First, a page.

PAP232
“Introduction to Solids”
Dr. Yu
Ting SBS
B3N-09 Division
of Physics and Applied Physics School
of Physical and Mathematical Sciences Tel:
63167899 Email:
yuting@ntu.edu.sg
A basic understanding of solids is
important for practicing physicists in all areas of study, and for many other
related disciplines as well. This course provides a basic understanding of what
makes solids behave the way they do, how they are studied, and the basic
interactions which are important. This course is provided as an elective for
Physics majors, Applied Physics majors, and majors in other related
disciplines. Traditionally, solid state physics
is introduced relatively late in an undergraduate physics course because a
familiarity with quantum theory, and in particular, the Schrödinger equation is
required. However, since many aspects of solid state physics have important
technological application, there is an increasing tendency to introduce the
subject in the second year of an undergraduate course as a preparation for the
advanced Solid State Physics modules which will be offered in the 3 The main aim of this module is to
give a description of crystal lattices, common crystal structures obtained by
adding a basis of atoms to the lattice, and the definition and properties of the
reciprocal lattice. Diffraction measurements are studied as tools to quantify
crystal lattices, including Bragg's law and structure factors. The
various types of atomic bonding, e.g., Van der Waals, ionic, covalent, metallic
and hydrogen are surveyed. Models of crystal binding are generalized to include
dynamics, first for classical lattice vibrations and then for quantized lattice
vibrations known as phonons. These concepts are used to calculate the heat
capacities of insulating crystals, to introduce the concept of density of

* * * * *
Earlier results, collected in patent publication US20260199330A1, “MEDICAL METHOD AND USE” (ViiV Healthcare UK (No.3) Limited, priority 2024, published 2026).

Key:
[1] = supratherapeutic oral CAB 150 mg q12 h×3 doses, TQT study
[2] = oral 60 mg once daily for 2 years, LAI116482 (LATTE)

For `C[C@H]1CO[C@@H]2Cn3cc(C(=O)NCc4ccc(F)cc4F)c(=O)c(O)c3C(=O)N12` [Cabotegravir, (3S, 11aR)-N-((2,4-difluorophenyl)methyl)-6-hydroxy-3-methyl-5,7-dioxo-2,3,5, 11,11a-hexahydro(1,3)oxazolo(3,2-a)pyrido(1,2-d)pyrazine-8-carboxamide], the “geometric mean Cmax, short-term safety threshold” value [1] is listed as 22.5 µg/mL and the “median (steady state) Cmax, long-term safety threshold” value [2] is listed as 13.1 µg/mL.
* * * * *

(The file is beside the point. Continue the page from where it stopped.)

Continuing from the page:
states, and to discuss phonon scattering.
(a)
Periodic
Array of Atoms (b)
Fundamental
Types of Lattices (c)
Index
Systems for (d)
Simple
(a)
Diffraction
of Waves by (b)
Scattered
Wave Amplitude (c)
Brillouin
Zones (d)
Fourier
Analysis of the Basis
(a)
(b)
Ionic
(c)
Covalent
(d)
Metals (e)
Hydrogen
Bonds (f)
Atomic
Radii
(a)
Vibrations
of (b)
Two
Atoms per Primitive Basis (c)
Quantization
of Elastic Waves (d)
Phonon
Momentum (e)
Inelastic
Scattering by Phonons
(a) Phonon Heat Capacity (b) Anharmonic Crystal
Interactions (c) Thermal Conductivity
Lectures:
32 sessions for 13 weeks. 1 hour per session. Wednesday (once every two weeks
and held on the odd week) 16:30 to 17:30 at TR41; and Friday 10:30 to 12:30 at
TR42. Tutorial: 7
sessions. Once every two weeks and held on the even week. 1 hour per session.
Wednesday 16:30 to 17:30 at TR41.
Appointment
by Email
PAP113:
Optics and Waves
The
following textbook is strongly recommended: You are expected to read through the
relevant material before each lecture and complete a quiz in class.
Charles
KIttel, ^{th}
Edition, John Wiley & Sons, Inc, 2005
H.M.
Rosenberg, ^{rd} Edition, Oxford
University Press Inc. Richard
Turton,
There
will be six sets of tutorial problems. You will have two weeks to complete each
assignment. Solutions will be available on the course site at edveNTUre the
morning after the problem sets are due. Your solutions will be graded
and returned during lecture as soon as possible.
·
A ONE
hour mid-term examination will cover materials from L0 to L16.
·
A
two and a half hour final examination will cover materials from lecture 1 to
lecture 33.
Problem sets and quizzes 15%, mid-term exam 25%, final 60% |